Metal working is a general name for a diverse sets of skills and specialties. Metal workers include jewelers, blacksmiths, welders, auto body specialists, sculptors and more. If you’re thinking about getting into metal working, you first need to think about what kind of metal working you’re interested in. Then, you should consider what metal or metals you want to work with. Different metals will require different type of tools.
How To Get Started In Metal Working
Tip: Absolute beginners probably want to start with copper, which is soft, pliable and easy to shape, and you don’t need the highest-quality, high-priced tools to make something awesome.
Here are the types of tools you’ll need to gather as you set up your metal working shop:
- Safety equipment: Safety goggles and heavy gloves
- Tin snips
- Heavy-duty scissors
- Ball peen (or ball pein) hammer
- Riveting hammer
- Rawhide mallet
- Scratch awl
- Steel square
With just these tools, you can get started on your first simple fabrication projects and build your knowledge and experience.
If you want to dive right in to welding work, though, you need to consider what type of welding you want to do. Most authorities recommend starting with stick welding, which is the least expensive option, but you have a number of choices:
- MIG welding
- TIG welding
- Gas welding
- Resistance welding
- Laser welding
Each of these general processes is further subdivided based on the materials used.
Don’t forget the extra safety gear you’ll need if you’re welding. Specifically, find yourself a nice welding helmet to protect your eyes from the radiation that welding throws off as well as thick, gauntlet-style gloves.
Where To Start
If you’re thinking about trying your hand at metal working, you probably already have a particular project in mind. Research what other people have done — this research can give you a better idea of what’s involved and what kinds of machinery you’ll need for what you want to do. If your chosen project seems too complex for a beginner like yourself, concentrate on the skills you can learn from smaller projects and build up your experience.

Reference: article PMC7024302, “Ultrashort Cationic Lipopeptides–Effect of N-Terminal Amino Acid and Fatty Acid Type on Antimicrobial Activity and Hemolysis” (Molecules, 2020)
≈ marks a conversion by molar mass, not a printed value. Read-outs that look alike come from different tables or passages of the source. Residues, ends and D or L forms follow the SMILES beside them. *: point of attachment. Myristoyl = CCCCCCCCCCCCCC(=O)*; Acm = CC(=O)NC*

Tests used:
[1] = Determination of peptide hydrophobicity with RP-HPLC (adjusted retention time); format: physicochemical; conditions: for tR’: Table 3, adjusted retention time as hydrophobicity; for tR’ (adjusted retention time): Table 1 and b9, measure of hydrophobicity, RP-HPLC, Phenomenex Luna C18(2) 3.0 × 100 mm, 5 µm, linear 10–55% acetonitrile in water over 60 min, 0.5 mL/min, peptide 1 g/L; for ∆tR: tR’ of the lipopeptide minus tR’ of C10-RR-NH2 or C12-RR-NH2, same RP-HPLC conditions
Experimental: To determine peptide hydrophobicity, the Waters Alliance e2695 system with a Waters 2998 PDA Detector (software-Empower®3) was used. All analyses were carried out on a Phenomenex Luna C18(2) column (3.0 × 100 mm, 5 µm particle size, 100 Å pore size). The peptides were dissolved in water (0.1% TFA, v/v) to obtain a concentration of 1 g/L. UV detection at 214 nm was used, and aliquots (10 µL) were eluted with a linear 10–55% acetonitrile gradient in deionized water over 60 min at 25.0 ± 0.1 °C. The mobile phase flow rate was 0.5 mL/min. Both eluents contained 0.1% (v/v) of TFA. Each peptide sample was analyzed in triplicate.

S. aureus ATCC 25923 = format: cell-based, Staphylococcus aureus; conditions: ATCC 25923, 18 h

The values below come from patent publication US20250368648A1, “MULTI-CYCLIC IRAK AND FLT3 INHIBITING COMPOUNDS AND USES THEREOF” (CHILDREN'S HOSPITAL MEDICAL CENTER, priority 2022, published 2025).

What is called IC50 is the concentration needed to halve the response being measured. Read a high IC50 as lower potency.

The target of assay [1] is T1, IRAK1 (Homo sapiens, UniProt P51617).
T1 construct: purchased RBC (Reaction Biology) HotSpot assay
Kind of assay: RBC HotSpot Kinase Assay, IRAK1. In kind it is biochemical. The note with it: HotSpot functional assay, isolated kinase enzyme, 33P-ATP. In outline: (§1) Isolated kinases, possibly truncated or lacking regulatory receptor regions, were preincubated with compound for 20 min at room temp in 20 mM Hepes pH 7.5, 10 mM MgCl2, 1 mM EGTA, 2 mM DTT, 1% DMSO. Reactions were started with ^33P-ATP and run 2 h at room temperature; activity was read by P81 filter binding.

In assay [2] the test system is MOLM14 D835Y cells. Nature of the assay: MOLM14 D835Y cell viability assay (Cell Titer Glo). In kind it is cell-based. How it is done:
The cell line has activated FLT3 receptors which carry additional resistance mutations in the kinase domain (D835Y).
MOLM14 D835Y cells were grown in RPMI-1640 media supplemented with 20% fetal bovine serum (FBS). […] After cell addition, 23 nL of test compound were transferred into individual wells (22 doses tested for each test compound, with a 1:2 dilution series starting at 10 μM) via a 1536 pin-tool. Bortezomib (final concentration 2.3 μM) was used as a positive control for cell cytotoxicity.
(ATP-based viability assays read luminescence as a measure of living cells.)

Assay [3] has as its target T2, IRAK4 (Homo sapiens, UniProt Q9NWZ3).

You can find all sorts of educational help if you just know where to look. A search of the Internet might yield:
- How-to books
- Step-by-step videos
- Local day and evening classes
- Online forums where you can talk to metal working professionals
If you know of a local person or business that does metal work, talk to them about what you can do to get started. Some of them might even offer their own classes, but if they don’t, they may be able to give you some pointers.
If you like working with your hands, you have an artistic bent and you aren’t afraid to learn new things, metal working can be a great outlet for you as either a career or a hobby. Your educational resources are vast, but always remember that safety comes first.
And keep in mind that there’s a learning curve to get over. Your first metal working projects might not come out exactly like you had hoped, but that’s OK. With each new project, you learn more about your skills and the craft, and with more experience, you’ll turn plain old pieces of metal into beautiful and/or useful items that you can be proud of.
Enjoy this article? You’ve got time for another! Check out these related articles:
- A Look at Different Career Opportunities in the Automotive Industry
- Most Common Accidents At Work
- What You’re Entitled To After Being Hurt On The Job
Photo Credit: Shutterstock